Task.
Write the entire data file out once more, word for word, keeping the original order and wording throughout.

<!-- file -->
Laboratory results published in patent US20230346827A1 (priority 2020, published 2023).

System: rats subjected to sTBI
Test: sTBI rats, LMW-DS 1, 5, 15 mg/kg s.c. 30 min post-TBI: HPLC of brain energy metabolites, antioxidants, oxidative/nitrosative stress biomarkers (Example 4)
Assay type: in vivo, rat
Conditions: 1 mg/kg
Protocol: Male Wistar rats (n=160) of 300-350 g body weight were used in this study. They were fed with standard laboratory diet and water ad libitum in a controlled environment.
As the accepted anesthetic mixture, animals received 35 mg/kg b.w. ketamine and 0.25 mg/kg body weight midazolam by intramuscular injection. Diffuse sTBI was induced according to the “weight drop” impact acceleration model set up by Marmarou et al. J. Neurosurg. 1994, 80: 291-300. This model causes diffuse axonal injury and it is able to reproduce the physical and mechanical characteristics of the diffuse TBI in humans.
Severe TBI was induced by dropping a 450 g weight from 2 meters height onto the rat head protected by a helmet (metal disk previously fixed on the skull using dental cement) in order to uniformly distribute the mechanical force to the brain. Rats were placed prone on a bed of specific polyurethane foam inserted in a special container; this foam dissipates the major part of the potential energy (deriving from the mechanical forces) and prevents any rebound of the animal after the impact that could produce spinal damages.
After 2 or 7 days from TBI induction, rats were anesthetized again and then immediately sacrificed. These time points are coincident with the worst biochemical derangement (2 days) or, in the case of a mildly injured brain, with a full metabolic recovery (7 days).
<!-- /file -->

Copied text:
Laboratory results published in patent US20230346827A1 (priority 2020, published 2023).

System: rats subjected to sTBI
Test: sTBI rats, LMW-DS 1, 5, 15 mg/kg s.c. 30 min post-TBI: HPLC of brain energy metabolites, antioxidants, oxidative/nitrosative stress biomarkers (Example 4)
Assay type: in vivo, rat
Conditions: 1 mg/kg
Protocol: Male Wistar rats (n=160) of 300-350 g body weight were used in this study. They were fed with standard laboratory diet and water ad libitum in a controlled environment.
As the accepted anesthetic mixture, animals received 35 mg/kg b.w. ketamine and 0.25 mg/kg body weight midazolam by intramuscular injection. Diffuse sTBI was induced according to the “weight drop” impact acceleration model set up by Marmarou et al. J. Neurosurg. 1994, 80: 291-300. This model causes diffuse axonal injury and it is able to reproduce the physical and mechanical characteristics of the diffuse TBI in humans.
Severe TBI was induced by dropping a 450 g weight from 2 meters height onto the rat head protected by a helmet (metal disk previously fixed on the skull using dental cement) in order to uniformly distribute the mechanical force to the brain. Rats were placed prone on a bed of specific polyurethane foam inserted in a special container; this foam dissipates the major part of the potential energy (deriving from the mechanical forces) and prevents any rebound of the animal after the impact that could produce spinal damages.
After 2 or 7 days from TBI induction, rats were anesthetized again and then immediately sacrificed. These time points are coincident with the worst biochemical derangement (2 days) or, in the case of a mildly injured brain, with a full metabolic recovery (7 days).